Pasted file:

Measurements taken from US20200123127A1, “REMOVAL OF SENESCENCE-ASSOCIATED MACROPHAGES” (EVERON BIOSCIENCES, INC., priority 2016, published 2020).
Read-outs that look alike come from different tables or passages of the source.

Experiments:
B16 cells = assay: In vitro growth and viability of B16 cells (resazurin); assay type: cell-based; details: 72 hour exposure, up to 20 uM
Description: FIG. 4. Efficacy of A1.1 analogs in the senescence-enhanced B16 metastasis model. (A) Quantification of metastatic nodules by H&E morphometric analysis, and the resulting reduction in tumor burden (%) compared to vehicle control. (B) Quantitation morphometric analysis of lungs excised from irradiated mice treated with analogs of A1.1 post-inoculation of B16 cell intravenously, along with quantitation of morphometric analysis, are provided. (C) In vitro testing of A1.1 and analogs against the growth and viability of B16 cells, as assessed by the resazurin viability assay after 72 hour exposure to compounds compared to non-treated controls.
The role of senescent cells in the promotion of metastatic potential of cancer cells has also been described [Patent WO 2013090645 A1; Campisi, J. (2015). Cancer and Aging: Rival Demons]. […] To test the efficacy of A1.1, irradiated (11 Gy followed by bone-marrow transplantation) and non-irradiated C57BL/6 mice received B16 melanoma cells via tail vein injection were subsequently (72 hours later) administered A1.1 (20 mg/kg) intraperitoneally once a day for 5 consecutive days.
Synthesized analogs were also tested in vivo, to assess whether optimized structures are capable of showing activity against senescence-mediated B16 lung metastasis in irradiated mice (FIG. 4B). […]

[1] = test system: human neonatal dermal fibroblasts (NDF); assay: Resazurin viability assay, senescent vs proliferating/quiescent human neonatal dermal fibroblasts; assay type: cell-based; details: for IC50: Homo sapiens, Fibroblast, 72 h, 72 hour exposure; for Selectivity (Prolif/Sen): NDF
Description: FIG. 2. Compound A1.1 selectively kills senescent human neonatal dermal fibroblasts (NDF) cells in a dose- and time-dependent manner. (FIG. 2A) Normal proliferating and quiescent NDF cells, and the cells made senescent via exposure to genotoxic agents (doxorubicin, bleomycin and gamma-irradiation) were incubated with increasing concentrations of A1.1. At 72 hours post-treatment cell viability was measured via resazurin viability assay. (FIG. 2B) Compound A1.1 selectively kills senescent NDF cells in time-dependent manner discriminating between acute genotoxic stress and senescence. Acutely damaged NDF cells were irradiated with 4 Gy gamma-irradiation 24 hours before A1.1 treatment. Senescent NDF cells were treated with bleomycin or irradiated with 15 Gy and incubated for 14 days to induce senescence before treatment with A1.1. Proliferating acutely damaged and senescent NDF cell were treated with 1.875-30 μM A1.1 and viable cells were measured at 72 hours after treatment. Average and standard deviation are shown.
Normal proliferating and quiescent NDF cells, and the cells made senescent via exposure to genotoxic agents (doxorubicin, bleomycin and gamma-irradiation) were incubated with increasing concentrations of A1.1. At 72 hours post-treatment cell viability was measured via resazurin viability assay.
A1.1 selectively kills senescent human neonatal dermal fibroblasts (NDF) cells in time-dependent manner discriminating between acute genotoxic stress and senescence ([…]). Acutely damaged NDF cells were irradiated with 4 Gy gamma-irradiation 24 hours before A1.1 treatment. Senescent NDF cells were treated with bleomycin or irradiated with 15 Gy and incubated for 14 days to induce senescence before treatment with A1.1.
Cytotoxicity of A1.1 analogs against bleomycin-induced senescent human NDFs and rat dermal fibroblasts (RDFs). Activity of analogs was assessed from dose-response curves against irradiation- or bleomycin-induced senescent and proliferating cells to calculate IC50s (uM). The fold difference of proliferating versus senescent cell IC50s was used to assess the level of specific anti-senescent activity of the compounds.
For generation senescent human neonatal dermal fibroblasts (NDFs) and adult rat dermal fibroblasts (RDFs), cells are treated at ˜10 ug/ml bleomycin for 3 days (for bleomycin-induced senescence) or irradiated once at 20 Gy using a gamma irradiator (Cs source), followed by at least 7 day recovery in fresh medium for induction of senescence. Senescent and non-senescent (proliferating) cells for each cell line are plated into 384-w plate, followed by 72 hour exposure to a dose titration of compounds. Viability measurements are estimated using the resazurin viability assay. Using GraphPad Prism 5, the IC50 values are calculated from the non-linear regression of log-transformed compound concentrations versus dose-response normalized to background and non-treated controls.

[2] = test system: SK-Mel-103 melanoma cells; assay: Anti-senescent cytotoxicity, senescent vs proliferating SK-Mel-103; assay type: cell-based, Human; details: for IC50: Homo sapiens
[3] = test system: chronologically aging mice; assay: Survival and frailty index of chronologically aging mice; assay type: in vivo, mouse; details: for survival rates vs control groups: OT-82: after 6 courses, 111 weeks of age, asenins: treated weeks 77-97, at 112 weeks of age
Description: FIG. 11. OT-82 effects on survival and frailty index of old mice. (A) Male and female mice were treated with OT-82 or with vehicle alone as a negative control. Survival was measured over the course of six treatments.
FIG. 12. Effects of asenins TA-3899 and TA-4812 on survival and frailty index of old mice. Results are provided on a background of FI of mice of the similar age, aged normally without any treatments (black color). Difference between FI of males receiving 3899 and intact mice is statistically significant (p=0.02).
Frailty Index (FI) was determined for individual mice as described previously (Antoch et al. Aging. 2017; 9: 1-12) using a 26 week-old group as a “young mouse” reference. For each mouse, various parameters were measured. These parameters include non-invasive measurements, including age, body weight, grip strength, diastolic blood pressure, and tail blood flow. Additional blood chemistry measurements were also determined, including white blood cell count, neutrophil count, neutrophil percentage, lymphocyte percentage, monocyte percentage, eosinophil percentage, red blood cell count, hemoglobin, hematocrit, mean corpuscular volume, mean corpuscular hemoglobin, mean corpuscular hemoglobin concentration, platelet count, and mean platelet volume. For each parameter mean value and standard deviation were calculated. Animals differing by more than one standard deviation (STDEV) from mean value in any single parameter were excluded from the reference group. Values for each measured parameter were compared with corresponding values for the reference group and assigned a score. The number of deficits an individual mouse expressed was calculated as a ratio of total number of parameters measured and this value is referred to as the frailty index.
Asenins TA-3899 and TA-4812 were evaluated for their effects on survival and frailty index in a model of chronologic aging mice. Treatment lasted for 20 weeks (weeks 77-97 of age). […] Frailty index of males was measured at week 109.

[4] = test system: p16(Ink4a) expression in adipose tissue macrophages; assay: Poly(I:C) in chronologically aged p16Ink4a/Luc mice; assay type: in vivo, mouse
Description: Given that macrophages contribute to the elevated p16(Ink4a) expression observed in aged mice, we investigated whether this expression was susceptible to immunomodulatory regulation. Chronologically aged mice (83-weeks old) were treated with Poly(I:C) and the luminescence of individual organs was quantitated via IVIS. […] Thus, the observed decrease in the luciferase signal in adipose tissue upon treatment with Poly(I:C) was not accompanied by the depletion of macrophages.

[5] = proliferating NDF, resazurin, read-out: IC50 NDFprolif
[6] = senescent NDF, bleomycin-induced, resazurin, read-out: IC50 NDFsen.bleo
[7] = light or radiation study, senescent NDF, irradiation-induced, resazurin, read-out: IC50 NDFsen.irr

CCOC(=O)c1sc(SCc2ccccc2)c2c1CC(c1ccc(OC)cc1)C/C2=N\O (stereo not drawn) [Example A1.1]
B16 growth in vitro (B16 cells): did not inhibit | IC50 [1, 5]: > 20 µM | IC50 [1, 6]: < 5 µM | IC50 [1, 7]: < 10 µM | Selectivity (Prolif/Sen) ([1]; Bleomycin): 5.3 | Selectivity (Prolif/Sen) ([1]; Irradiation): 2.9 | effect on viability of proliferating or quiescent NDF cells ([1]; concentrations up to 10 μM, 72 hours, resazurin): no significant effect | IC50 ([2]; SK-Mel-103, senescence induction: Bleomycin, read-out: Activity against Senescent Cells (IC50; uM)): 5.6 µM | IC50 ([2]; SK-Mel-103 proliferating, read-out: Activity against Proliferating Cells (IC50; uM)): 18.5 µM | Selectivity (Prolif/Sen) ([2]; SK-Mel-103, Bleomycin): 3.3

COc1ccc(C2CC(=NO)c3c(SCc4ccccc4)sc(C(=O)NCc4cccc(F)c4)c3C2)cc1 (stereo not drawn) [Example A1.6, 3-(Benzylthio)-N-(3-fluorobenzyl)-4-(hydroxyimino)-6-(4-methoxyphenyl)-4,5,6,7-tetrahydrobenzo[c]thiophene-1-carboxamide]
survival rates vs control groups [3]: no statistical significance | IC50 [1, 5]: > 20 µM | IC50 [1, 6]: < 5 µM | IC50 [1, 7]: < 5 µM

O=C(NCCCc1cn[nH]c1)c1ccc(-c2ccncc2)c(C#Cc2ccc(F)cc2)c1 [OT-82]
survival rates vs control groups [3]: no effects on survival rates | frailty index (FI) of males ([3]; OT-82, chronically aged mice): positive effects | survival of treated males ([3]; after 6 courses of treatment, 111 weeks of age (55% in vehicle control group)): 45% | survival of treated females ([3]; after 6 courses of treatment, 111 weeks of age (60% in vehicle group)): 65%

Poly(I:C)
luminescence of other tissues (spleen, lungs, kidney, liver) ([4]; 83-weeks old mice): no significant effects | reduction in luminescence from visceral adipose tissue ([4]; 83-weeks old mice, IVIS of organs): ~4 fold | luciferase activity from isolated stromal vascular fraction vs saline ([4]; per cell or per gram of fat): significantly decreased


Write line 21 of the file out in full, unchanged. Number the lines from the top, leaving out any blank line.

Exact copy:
Description: Given that macrophages contribute to the elevated p16(Ink4a) expression observed in aged mice, we investigated whether this expression was susceptible to immunomodulatory regulation. Chronologically aged mice (83-weeks old) were treated with Poly(I:C) and the luminescence of individual organs was quantitated via IVIS. […] Thus, the observed decrease in the luciferase signal in adipose tissue upon treatment with Poly(I:C) was not accompanied by the depletion of macrophages.